The council of 12 roman gods, or the Dii Consentes, was a group of twelve most important Roman gods, six male and six female ones. There are several stories as to how the council came to existence, but it was most likely modeled on the Greek cult of Twelve Olympians. The other version of events tells a different story.
In 216 BC, during the Second Punic War, Hannibal’s invasion of Italy was in full swing. His crossing of the Alps has left Romans completely unprepared for the war on their own soil and he took full advantage of it. They have already suffered two crushing defeats, at Trebia in 218 BC and Lake Trasimene a year later. Hannibal seemed unstoppable. Resolved to expel the Carthaginian army from Italy, Rome gathered another army and sent it to defeat Hannibal.
Two armies met at Cannae. Romans, with 90,000 troops, outnumbered 50,000 Carthaginians and their allies almost two to one. But Rome didn’t have Hannibal. The legendary general devised a risky plan, drawing the Roman center deep into his own ranks, while his excellent Numidian cavalry crushed Roman flanks and encircled the bulk of their army, which was then slaughtered. It was one of the greatest tactical achievements in the history of warfare and one of the worst defeats in Roman history. Between 70,000 and 85,000 Roman soldiers were killed on that fateful August day on the plains of Cannae. Nothing stood between Hannibal and the gates of Rome itself.
The news of the disaster has thrown the city in turmoil. Allies started deserting their cause and wealthy citizens started fleeing Rome. There were no more recruits to be had, to create a new army. Rome was at the brink of a defeat that would seal its fate as a Mediterranean power and probably erase it from the face of the Earth. In desperation, the Senate turned to the college of high priests of Roman gods. They decided to bring out the statues of twelve most important Roman gods and arrange them in a circle, as if they were having a meeting, in an effort to boost people’s morale and demonstrate the support gods offered to Rome.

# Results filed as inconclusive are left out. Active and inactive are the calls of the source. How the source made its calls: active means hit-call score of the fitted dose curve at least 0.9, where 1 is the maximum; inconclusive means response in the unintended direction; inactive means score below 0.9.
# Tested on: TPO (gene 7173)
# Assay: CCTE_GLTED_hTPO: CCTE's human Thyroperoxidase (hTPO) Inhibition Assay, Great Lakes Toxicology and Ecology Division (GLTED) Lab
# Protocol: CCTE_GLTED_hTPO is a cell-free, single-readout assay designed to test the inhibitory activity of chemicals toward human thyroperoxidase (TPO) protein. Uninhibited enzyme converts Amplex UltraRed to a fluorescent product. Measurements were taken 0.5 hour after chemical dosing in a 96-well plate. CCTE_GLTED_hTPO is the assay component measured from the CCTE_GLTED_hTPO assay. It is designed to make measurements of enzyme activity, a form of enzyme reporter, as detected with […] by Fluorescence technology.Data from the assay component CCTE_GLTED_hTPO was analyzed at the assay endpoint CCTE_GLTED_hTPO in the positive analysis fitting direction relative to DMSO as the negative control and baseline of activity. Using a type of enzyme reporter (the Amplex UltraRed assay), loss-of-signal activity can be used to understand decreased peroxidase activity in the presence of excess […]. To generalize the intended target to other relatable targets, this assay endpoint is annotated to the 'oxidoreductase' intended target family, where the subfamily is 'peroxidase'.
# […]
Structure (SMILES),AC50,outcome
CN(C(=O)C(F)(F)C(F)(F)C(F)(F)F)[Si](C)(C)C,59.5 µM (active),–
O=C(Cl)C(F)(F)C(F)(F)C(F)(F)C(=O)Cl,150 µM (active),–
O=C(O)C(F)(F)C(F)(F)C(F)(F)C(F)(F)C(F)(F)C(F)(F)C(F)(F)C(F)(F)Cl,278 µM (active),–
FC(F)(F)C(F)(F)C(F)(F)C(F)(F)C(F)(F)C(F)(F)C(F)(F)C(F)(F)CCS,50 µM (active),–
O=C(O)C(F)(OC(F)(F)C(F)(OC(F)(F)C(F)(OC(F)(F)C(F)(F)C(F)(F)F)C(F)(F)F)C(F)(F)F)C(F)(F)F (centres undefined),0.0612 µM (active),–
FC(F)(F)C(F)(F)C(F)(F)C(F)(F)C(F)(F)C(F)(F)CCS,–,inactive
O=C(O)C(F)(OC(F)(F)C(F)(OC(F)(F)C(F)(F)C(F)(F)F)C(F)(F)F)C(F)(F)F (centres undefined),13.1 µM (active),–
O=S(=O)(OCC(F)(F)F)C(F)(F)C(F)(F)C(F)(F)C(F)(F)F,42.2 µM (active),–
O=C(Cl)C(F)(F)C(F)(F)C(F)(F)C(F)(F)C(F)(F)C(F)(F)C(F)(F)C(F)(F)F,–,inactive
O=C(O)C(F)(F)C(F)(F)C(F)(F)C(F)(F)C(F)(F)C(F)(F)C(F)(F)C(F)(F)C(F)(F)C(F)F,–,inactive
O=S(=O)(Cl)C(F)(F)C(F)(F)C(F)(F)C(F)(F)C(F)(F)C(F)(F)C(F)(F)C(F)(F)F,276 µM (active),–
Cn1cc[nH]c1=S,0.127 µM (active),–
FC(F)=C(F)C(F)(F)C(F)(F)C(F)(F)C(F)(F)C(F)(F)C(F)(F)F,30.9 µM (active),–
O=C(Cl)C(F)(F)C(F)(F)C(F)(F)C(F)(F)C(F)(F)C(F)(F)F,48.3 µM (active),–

Whether or not this decision had any effect on the eventual Hannibal’s defeat and the destruction of Cartagena is unclear, but the result reinforced the piety of Roman people. The twelve gods were held in high esteem for centuries to come. Gods that supposedly saved Rome from Hannibal were: Jupiter, King of Gods, Juno, Goddess of Marriage, Neptune, God of the Sea, Pluto, God of the Underworld, Apollo, God of Music and Medicine, Minerva, Goddess of Wisdom, Venus, Goddess of Love, Ceres, Goddess of the Harvest, Diana, Goddess of the Hunt, Mars, God of War, Vulcan, God of the Forge, and Mercury, Messenger of the Gods.